He massaged his toes, looked at the clock face. Only three ten in the morning. He closed his eyes, changed position, determined to sleep. At four thirty he was up. He tried again. Made it until five fifteen. Another attempt got him to five thirty six. At which time he gave up, went into the yard and watched dawn depart from Saturday.

It took countless hours for eight-forty-five to come around and by nine-ten Tomas was encamped at the front gate of the Johns' bungalow. He leaned on a post and scraped holes in the dirt with his big toe, sweating the minutes as they crawled past. Asked, a neighbor told him it was ten-thirty-five and Tomas went from very concerned to terribly anxious. Bajnath, as all stores on Saturday, closed at midday.

But what else to do? So Tomas waited!

The indolent minutes, taking all the time in the world as his hopes sank lower, sauntered by. His heart squeezed tighter, hurting from the smirks of the cruel eons. Then at eleven-fifty-five his breathing caught the sniffles and tiny tears seeped from his searching eyes.

Although, forlorn, he resolved to tarry a bit more. Just a little longer.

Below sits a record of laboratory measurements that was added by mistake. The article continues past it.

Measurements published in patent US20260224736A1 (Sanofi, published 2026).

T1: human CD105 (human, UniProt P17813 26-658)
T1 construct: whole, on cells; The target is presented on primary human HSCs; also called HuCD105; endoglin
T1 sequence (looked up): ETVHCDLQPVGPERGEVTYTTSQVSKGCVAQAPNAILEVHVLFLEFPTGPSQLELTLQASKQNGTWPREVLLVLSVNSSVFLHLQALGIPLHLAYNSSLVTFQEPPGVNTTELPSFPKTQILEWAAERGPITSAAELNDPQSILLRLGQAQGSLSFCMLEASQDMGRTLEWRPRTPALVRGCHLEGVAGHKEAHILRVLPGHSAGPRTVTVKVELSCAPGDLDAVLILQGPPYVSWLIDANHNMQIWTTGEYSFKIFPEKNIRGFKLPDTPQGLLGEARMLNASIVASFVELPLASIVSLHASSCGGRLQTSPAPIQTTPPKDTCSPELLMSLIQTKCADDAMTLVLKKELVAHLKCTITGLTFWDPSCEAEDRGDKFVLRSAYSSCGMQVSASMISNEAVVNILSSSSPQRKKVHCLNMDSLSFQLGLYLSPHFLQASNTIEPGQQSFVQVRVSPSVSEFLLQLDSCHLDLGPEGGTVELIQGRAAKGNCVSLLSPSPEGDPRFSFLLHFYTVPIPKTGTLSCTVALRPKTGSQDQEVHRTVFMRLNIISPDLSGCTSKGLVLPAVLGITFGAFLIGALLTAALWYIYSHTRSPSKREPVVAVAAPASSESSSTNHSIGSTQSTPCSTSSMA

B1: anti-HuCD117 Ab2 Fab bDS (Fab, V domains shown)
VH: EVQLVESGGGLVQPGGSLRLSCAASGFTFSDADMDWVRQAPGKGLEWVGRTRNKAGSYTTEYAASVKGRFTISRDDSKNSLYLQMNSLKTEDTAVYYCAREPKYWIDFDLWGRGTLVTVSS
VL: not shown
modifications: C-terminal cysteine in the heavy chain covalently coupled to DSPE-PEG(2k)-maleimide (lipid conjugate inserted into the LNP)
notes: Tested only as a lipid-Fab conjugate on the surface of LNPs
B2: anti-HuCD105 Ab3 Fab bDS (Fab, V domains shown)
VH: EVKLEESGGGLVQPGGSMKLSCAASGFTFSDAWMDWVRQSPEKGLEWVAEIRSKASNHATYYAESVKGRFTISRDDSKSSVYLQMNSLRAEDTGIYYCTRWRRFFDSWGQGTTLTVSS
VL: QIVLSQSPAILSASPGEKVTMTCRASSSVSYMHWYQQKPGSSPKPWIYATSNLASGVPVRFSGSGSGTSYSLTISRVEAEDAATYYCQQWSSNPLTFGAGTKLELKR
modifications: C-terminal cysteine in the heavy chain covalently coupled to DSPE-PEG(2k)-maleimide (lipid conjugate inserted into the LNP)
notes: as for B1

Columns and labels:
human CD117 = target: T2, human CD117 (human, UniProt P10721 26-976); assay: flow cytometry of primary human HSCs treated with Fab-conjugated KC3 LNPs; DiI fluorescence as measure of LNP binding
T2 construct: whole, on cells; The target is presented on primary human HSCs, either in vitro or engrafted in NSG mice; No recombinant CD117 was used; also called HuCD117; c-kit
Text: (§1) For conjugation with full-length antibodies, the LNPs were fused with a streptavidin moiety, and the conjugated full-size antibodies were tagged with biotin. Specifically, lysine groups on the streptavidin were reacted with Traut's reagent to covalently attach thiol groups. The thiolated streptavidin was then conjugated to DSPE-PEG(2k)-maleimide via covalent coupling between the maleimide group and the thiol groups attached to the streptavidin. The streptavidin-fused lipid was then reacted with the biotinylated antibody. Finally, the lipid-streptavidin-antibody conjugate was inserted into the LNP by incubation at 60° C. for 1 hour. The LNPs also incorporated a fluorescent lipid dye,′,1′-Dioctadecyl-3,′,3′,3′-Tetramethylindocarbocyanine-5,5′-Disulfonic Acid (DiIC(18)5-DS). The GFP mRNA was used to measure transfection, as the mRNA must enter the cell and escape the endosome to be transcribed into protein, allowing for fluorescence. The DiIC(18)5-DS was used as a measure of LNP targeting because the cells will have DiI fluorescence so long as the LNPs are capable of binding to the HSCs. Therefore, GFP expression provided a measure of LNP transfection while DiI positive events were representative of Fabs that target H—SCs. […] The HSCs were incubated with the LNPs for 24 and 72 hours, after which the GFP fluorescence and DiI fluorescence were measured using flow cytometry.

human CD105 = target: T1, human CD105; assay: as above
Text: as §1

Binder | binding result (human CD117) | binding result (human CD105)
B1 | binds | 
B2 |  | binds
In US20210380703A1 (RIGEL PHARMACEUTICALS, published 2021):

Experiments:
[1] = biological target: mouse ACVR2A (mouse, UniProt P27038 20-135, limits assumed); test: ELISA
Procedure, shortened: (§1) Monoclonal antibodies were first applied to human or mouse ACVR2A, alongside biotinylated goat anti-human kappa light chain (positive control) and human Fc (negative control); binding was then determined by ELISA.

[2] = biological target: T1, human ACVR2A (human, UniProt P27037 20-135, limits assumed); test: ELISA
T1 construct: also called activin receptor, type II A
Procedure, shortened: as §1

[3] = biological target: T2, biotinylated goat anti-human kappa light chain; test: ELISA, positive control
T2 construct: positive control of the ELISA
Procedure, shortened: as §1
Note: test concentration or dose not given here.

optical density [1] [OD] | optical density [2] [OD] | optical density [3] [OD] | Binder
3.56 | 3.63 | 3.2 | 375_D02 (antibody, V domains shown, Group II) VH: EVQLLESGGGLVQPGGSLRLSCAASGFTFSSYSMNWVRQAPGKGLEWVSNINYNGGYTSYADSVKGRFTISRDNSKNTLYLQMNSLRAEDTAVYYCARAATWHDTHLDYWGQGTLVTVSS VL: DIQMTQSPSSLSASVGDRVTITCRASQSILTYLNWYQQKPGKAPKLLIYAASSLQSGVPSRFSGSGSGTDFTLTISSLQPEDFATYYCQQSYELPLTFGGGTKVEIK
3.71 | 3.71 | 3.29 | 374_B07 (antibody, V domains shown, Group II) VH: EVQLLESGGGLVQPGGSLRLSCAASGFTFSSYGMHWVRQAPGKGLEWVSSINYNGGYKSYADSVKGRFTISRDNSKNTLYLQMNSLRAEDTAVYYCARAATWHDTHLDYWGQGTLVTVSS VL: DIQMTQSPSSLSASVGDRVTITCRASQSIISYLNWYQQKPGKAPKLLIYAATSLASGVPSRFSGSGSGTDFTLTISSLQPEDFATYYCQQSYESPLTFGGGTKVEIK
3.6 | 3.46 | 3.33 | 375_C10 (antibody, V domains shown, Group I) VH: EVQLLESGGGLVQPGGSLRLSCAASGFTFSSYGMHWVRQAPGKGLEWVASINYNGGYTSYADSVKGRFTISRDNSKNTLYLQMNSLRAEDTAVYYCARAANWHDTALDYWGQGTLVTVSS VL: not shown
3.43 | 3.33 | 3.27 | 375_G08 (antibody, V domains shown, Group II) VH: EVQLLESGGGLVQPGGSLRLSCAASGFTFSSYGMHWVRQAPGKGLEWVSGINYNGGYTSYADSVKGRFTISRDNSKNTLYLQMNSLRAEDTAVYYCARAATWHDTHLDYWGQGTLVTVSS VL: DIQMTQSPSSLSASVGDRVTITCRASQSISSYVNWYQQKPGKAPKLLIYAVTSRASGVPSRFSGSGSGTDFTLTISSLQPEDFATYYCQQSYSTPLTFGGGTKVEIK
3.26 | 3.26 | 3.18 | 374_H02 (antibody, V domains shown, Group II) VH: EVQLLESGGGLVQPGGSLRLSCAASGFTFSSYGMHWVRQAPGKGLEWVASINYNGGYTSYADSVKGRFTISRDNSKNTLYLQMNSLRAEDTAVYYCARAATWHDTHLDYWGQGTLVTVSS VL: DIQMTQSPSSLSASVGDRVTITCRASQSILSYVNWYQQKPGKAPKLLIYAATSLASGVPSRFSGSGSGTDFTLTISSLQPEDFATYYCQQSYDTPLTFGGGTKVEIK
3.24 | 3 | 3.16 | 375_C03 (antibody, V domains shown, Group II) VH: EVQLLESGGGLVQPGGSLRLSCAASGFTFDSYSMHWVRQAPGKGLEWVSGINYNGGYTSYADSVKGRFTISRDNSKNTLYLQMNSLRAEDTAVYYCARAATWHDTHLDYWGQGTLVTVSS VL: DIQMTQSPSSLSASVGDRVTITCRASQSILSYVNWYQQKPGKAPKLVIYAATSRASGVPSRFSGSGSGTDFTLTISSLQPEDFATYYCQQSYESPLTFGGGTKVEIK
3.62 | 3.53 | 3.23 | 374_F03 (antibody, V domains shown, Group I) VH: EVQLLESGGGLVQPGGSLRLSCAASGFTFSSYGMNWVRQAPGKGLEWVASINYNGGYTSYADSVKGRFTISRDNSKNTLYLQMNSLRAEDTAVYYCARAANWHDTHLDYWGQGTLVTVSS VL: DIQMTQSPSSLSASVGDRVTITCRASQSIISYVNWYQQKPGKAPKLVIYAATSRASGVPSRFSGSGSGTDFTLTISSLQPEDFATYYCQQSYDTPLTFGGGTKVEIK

Then two minutes later. Wait! A car was turning into the Johns' driveway! Yes! At last! O Yes! It was them!

Tomas dashed to the driver's side. He held Mr. Johns' sleeve, spoke his story in swift desperate sentences, gestured stretched-open palms to the work he had done. His eyes were brimful, his voice high-pitched, his whole being urgent and pleading.

The good man shifted in his seat, dug into his pocket and handed Tomas a twenty!

"Thank you, sir," said Tomas, already pushing on his pedals. "Thanks!"

At Bajnath's store in next to no time, Bang! Bang! he hits the barred door. Bang! Bang!

Nobody answers.

Swiftly off to Mr. Bajnath's home, he races up their front steps, beats at the door. Again and again he knocks until a servant's rude shouts reach his ears, "Wait, nuh man. Stop dat noise! You is a Russian or what!" she quarrels. "All you people don't have no consideration at all, oui. De people an' dem gone for dey weekend an' still all you come here breakin' down door. . ."

The rest is lost as his world implodes. He notices the crumpled bills in his hand, absentmindedly stuffs them in his pocket. Now distress descends upon him as an agony of profound disappointment. His throat is choking tight and it's hard to breathe. Snot is stuffing up his nose. He cannot even weep. Inside his belly is knotting up painful. His feet feel too heavy to lift as he mounts his bike and pedals off sad and broken and hopeless.

He enters the house, heads directly for his bedroom. There he can suffer in private. There he can hide his shattered life in the familiar patchwork quilt. His mother is saying something. Halfway listening, he hears, ". . . bus leaving at quarter to two and he leave a parcel. He say dat accordin' to de weather, you could take out de short pegs and screw in de longer ones. All a' dem dere in de box and Aiie! Aiie! Where's dis child I talking to?"

On his bed is an open size eleven shoebox. In it he could see the shiny black football boots Mr. Crick had left for him.